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Anime Round-Up: April 13, 2013

Flowers of Evil, “A Fateful Encounter” (Episode 1)

Nakamura retrieves her test

Likely to be the most controversial of the new shows in the spring season, Flowers of Evil is based on a manga series of the same name in which an isolated teen, Kasuga, ends up in some sort of blackmail scheme after an even more isolated classmate, Nakamura (at right), spots him grabbing the gym bag of their beautiful peer Sakei. I haven’t read the manga (though I have read a couple of reviews of the first volume — hence my basic understanding of the premise), so this isn’t one of those cases where I know how it’s all going to play out in advance.

However, the first episode is just a damn fine piece of work on its own, regardless of how things play out. The use of rotoscoping — yes, rotoscoping! — is the source of much of the controversy around the series. It departs from the style of manga in a pretty significant and obvious way, and the characters look decidedly unfinished and move in jerky ways that seems to somewhat defeat the point of the attempt at a realistic depiction of the series’s characters.

I call shenanigans on this perspective though. I have no ill will toward rotoscoping, and I find that it adds to the show’s aesthetic in a really delightful way. The town these teens live in is decaying and falling apart. Signs are broken, paint is peeling, plants have either died or growing unchecked in alleys, and rust abounds. It’s animated beautifully in stark contrast to the rotoscoped characters, and their unfinished animated nature feels, to me, to be a part of this degradation that surrounds them. Factor in that these characters are still trying to figure out their own identities and what love means (Kasuga refers to Sakei as both a “muse” and a “femme fatale” — someone who both inspires and destroys), and their rotoscoped “ugliness” feels fitting.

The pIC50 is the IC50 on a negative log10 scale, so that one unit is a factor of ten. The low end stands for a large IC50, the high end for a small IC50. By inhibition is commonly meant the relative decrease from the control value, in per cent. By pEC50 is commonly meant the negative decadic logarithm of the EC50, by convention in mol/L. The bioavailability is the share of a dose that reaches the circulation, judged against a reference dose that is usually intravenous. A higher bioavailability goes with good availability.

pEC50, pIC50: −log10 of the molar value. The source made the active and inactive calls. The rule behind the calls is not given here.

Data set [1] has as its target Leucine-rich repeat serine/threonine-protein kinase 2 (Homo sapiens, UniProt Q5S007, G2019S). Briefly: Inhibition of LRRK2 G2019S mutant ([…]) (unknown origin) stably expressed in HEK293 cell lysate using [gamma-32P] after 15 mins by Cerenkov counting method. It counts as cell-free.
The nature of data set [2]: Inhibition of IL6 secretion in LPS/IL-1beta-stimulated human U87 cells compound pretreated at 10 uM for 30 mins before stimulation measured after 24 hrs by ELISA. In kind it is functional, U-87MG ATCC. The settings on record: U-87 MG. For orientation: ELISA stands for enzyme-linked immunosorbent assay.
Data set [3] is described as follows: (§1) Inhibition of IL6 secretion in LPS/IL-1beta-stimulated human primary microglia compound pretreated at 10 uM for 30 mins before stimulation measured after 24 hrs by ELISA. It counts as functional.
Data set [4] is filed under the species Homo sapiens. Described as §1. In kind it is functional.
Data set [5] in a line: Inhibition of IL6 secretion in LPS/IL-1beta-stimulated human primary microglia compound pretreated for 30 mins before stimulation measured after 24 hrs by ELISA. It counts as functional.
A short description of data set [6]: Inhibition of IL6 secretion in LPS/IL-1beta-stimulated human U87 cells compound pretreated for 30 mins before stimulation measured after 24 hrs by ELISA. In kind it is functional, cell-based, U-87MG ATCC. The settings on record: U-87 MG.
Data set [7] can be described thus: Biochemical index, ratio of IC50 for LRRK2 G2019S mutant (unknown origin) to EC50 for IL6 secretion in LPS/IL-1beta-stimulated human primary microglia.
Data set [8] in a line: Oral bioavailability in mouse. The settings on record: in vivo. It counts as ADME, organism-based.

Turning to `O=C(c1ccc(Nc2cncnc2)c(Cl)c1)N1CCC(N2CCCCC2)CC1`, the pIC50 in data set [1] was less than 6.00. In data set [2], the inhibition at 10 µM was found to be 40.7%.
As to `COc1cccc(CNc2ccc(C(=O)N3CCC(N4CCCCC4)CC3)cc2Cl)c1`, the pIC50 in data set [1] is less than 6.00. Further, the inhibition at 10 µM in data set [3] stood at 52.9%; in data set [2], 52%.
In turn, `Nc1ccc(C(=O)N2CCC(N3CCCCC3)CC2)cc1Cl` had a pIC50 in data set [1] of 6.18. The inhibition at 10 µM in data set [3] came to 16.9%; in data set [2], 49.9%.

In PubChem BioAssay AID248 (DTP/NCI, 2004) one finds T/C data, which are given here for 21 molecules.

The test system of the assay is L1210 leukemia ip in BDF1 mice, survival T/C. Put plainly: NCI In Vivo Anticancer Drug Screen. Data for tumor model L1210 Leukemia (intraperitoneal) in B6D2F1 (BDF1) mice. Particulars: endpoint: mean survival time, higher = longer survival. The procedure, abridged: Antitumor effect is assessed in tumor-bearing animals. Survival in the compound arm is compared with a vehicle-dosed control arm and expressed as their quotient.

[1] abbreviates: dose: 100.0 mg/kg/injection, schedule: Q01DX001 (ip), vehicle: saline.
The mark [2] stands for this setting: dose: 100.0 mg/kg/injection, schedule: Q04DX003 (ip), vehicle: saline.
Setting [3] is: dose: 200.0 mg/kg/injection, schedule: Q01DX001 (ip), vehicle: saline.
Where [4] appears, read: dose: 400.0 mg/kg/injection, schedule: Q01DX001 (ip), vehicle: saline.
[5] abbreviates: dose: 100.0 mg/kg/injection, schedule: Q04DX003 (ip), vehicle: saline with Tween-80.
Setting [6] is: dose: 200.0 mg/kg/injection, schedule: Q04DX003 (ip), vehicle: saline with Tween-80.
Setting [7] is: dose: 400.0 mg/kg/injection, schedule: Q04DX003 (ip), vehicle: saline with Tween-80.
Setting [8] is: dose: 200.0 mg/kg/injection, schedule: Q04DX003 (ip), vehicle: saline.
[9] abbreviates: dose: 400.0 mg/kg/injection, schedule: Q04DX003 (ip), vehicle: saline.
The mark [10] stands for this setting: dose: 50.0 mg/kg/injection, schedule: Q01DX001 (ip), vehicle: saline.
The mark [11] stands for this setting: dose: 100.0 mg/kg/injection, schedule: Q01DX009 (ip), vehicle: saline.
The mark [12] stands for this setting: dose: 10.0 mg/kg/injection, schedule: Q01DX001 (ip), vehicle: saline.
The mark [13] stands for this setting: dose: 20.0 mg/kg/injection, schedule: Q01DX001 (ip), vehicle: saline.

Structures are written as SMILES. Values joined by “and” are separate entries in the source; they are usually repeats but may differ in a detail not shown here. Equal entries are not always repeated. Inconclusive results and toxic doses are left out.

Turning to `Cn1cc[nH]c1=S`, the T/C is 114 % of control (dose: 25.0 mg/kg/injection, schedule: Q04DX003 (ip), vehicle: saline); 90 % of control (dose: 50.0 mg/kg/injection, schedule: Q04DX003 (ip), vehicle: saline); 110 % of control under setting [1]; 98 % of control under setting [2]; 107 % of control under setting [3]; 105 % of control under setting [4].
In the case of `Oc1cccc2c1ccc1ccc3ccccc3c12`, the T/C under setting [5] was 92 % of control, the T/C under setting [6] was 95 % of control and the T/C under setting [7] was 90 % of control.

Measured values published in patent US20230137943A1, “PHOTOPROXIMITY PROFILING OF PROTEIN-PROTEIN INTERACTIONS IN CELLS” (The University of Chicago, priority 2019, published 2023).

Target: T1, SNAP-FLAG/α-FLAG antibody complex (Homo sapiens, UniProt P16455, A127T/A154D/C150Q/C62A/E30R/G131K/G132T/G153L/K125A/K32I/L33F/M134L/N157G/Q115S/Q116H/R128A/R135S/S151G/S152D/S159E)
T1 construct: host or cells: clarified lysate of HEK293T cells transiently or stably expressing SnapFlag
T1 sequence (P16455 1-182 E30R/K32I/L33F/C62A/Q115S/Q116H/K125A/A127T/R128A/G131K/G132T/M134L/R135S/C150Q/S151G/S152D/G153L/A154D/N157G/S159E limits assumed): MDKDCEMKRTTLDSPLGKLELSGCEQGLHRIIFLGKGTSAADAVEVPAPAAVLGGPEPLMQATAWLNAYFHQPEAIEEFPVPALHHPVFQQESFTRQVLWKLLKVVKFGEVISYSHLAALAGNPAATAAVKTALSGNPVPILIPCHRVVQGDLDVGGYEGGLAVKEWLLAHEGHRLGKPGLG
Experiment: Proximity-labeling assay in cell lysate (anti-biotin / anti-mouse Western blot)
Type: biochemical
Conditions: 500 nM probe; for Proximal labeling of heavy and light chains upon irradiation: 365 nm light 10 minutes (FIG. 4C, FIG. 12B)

Sonically, the episode’s soundtrack adds to the unsettling nature of the episode with long, low volume tones underlying dialog. It creates, along with the episode’s slow pace, an odd sense of tension that is doesn’t actually feel resolved, unless we count the falling of Sakei’s bag from the shelf as the climax of that tension, and I certainly would. Even if the narrative doesn’t end up delivering anything worthwhile, aesthetically, I there’s a lot to engage with in the show.

After the jump, two mecha series are discussed.

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Justified – “Decoy”

“Holy shit. They circled the wagons.”

Justified TitlecardLES: It was a highly anticipated episode of Justified this week, with many of our fellow critics who’d seen the episode in advance – Alan Sepinwall, Ryan McGee and James Poniewozik to name a few – excitedly trumpeting “Decoy” as the best installment of the season, if not the series. And for the most part, I would say that this was an episode that delivered what it promised, with the U.S. Marshals and the Detroit Mafia turning Harlan County into their playground for an hour in the race to claim Drew Thompson as their prize. This was yet another episode that played to my appreciation of the show’s ability to deliver scenes where a conversation takes place and at any moment, somebody could decide to draw a weapon and it all goes to hell. There’s the glorious state of limbo as the marshal caravan is trapped by Colton’s explosives, the emotional needling Drew sends Raylan’s way all episode, and the ruthless stream of dick-sucking references Nicky Augustine throws at Ava. So many good scenes, I could have watched an entire bottle/vignette episode set at any one of them.

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Justified – “Get Drew”